Children of the Revolution
Looking at the Afghanistan civil war from the story of two childhood friends
Kite flying is pretty, but it can also be an act of aggression. As depicted in the opening scenes of The Kite Runner, it's extremely competitive. In order to keep their kite in the air as long as possible, participants try to cut the strings of other kites and send them crashing to the ground. This mixture of beauty and potential violence permeates the first third of The Kite Runner, set in 1978 Kabul. A competent director with little personality, Marc Forster never finds a style appropriate for the tension underlying the period.
The Kite Runner focuses on two boys, Amir (played as a child by Zekeria Ebrahimi and an adult by Khalid Abdalla) and Hassan (Ahmad Khan Mahmidzada). Hassan's father is a servant of Amir's father (Homayoun Ershadi). The two friends spend their time flying kites, although they're often harassed by bullies who question the sincerity of their bond. When the Russians invade Afghanistan, Amir and his father are able to emigrate to the United States, while Hassan stays behind. In 2000, Amir learns some startling information about Hassan, who has recently died, and travels to Afghanistan to rescue Hassan's son.
Politically, The Kite Runner's treatment of the Taliban isn't exactly daring. More intriguing is its celebration of immigrant life in the United States. If Amir achieves the American Dream, it would be more accurate to call it the Afghan-American Dream. He speaks English with an American accent, but he doesn't exactly assimilate. Instead of becoming Americanized, the country around him becomes Afghanized. He and his father socialize in a world composed mostly of other Afghan-Americans. They never suffer overt racism or discrimination. Even their own prejudices are carry-overs from the old country. Amir's father refuses to be a treated by a Russian-American doctor. Amir marries an Afghan-American woman, the daughter of a general. In California, an outdoor antiques market becomes a rough analogue for Kabul's teeming bazaars. Given the rising tide of xenophobia in the U.S., there's something to be said for Forster's loving treatment of Muslim immigrants, although he mostly glosses over their religious beliefs. Much of this section flops dramatically, though-security and stability don't make very interesting storytelling.
For a PG-13 movie, The Kite Runner is surprisingly fixated on child rape, its primary metaphor for the abuse of power. Early on, Hassan is sexually assaulted by a bully in an alley. The scene itself is presented tastefully, passing by quickly and mostly involving closeups of Hassan's face. When he limps away, blood drips down his legs onto the snow. Forster makes this one of the movie's central images, creating several others that evoke it. Ali throws ripe fruit at Hassan, splattering his face and chest with blood-red juice. At a market, the camera focuses on a pool of goat's blood. Unfortunately, the movie is more concerned with the rape's effects on Amir than Hassan. This would go down easier were it willing to dig deep into Afghan class relations and ideas about masculinity. In any case, it's a running theme: When Amir returns to Afghanistan, he discovers that the Taliban's prime hobby seems to be pedophilia. The bullies have grown up and taken charge.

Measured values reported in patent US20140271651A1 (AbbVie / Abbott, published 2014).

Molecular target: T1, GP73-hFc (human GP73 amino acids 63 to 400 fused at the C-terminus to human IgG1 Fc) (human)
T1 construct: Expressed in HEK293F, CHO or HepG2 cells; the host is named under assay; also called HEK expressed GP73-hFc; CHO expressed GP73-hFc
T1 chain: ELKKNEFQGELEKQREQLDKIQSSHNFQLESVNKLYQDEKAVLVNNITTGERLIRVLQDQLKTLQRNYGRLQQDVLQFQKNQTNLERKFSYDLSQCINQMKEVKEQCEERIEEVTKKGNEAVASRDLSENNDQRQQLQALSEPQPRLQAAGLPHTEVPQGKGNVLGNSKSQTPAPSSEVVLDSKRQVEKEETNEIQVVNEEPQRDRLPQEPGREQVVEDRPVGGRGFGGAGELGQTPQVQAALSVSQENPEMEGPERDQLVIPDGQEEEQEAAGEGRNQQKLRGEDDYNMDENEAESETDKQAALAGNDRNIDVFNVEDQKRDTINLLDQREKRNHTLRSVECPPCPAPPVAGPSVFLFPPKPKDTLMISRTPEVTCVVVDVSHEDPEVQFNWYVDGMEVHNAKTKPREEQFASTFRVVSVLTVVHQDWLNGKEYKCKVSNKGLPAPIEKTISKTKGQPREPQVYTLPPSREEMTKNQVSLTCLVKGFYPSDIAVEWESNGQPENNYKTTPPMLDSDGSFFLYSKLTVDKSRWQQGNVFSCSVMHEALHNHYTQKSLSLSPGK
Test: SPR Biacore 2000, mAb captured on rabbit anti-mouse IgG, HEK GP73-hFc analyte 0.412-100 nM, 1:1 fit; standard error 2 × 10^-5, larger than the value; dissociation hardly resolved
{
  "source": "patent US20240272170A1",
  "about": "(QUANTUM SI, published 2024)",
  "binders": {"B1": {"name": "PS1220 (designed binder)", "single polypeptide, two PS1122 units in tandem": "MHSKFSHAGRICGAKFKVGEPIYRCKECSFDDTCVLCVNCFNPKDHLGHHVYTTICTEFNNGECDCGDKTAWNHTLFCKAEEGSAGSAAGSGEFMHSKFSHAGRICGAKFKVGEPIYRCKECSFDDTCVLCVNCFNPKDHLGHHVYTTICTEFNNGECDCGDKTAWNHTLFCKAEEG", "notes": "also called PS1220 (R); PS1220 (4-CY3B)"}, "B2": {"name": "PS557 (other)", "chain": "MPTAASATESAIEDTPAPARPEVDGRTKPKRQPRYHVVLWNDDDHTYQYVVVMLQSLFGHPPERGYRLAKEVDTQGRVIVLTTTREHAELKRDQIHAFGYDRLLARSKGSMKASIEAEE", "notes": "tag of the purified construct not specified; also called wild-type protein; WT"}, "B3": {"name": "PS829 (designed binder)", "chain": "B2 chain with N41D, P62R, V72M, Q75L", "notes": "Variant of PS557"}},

While showing a handful of horrible events, The Kite Runner is ultimately a story of triumph. Despite the subtitles and distant locales (China substitutes for Kabul), it's a Hollywood melodrama to the core. Such movies often deal with historical tragedy by focusing on the lucky few who escaped. You can't fault Forster or Khaled Hosseini, author of the source novel, for choosing what Afghan lives to depict, but the result is a severely compressed version of what it was like to live under the Taliban.
Amir's return to Afghanistan takes up the movie's rushed final half-hour. It's a nonstop parade of abuse and assault, with little indication of how the Taliban exerted its power in ways more subtle than stoning adulterers to death. Since it ends in 2000, The Kite Runner doesn't address America's invasion of Afghanistan. Still, its depiction of the horrors of Afghan life under the Taliban begs the question of what should be done about them. In this context, melodramatic formula feels mighty inadequate. It may serve the person who triumphs against all odds, but what about the rest of the country? The Kite Runner pays lip service to the fate of the unlucky, but ultimately it's more interested in kitschy images of kites and mountains.